The Creative Zone

The creative geyser — must release the pressure

The last two weeks have been tough. My days, thoughts, my sleeping hours, were consumed by stress: I wanted an answer for what was bothering me. I wanted it now. And I wanted it to be the best. I found myself bursting into tears whenever anyone offered a kind word. I cannot tell you what my problem was. Perhaps it is enough to say it was related to parenting and to wanting to parent well.

From below the chaos, Perspective would touch my shoulder with its light hand, reminding me: “Be grateful. You are healthy. The children and Dar are healthy. They are happy and they love you. You are all together. Concentrate on what’s good, and more good will come.” In my heart I knew this was true, but then the moment of gratitude would pass, and fears would take over, and the ever-relentless drive to find a solution now.

Lacking peace of mind, my creative zone zoned out. Unable to compete with worries, it became dormant, hiding below layers and layers of protective parts. This time, however, sleeping through the chaos was not enough. The Critic directed my thoughts away from writing by asserting: “You will never be a writer. It’s never going to happen for you. You better give up.”

I’ve been listening to Tolstoy’s War and Peace. “You will never write this well,” said the Critic. “I have no need to write like Tolstoy,” I argued. “Only Tolstoy could write like himself.” The critic scoffed: “You will never be able to create a world like this. You will never be able to create a story of so many characters, so real, so colorful, so simple at the same time.”

The Critic looted every coin of confidence, burnt every standing wall, painted graffiti over my most treasured pavements. Instead of resting till the storm passed over, my creativity found herself engaged in a survival war. “Is it true?” She asked in a timid voice. “Is it really over?” And then, as though disappearing into herself: “Why do I exist at all?”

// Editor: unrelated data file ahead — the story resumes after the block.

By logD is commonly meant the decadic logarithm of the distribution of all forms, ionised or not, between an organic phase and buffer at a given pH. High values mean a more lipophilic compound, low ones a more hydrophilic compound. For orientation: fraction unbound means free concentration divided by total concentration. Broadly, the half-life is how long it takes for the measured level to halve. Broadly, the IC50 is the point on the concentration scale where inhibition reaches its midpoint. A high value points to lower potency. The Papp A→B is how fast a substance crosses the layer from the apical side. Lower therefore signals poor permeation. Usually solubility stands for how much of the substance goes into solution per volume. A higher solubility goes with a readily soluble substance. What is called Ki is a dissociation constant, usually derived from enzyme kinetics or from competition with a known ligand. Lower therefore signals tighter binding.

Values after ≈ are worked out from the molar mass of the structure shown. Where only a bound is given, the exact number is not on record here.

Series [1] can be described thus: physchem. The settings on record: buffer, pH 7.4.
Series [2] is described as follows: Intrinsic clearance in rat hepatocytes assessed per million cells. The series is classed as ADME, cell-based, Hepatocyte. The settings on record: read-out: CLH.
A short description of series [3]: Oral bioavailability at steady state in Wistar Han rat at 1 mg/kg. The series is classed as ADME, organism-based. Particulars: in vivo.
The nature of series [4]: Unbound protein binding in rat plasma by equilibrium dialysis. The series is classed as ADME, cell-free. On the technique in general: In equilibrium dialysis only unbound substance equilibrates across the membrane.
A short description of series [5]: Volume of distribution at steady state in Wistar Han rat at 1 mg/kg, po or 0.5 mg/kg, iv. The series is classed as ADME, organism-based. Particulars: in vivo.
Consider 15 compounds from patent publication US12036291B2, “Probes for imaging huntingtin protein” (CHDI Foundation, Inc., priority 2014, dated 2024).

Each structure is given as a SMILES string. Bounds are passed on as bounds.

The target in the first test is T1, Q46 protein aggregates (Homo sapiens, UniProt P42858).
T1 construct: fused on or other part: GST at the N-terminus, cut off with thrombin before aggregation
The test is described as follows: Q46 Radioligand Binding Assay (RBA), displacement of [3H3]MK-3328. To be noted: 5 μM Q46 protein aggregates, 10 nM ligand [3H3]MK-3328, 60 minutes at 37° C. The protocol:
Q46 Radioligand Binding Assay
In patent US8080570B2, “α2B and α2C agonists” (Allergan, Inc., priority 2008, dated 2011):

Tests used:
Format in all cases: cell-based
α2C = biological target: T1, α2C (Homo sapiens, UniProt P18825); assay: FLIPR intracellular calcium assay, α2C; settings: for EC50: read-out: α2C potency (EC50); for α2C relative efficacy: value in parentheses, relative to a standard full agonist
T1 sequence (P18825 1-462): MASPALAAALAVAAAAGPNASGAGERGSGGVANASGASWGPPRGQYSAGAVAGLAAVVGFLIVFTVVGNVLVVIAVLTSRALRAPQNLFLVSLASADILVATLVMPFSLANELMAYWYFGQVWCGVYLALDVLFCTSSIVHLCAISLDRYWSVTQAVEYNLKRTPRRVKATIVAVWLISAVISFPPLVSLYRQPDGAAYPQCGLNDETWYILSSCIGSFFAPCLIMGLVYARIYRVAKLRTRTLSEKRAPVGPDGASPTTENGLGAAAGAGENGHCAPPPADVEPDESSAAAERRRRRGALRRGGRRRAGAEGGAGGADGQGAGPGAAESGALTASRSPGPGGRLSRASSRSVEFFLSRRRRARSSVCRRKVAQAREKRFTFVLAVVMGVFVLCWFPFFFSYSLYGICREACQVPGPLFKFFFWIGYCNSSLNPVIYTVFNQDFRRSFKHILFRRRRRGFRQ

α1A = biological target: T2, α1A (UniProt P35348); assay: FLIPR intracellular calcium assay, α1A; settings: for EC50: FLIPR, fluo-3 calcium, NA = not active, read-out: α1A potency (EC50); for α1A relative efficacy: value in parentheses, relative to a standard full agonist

No matter how often I affirm that I am a writer, still doubts and fears assail me. I turn on the computer, my fingers trembling, eager and yet afraid to pull my document up on the screen. A huge weight settles on me. I am unable to begin. Then I remember. In the beginning was the word. I type a single letter, and then another, and suddenly, without knowing how or why, what or where, I am sitting here and writing again.


Blooming into beauty — simply and easily

I still search for the answer to that parenting question I mentioned, but perhaps for now the crisis is over. I can raise my head over the storm and find perspective, allow the Critic to calm down, listen to my Creativity hum as it goes about its business, and let my fingers move over the keyboard, bringing my fairy tale world to life.

What do you do to quiet the Critic? How do you keep your creativity free to work its magic?

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Sigal Tzoore (650) 815-5109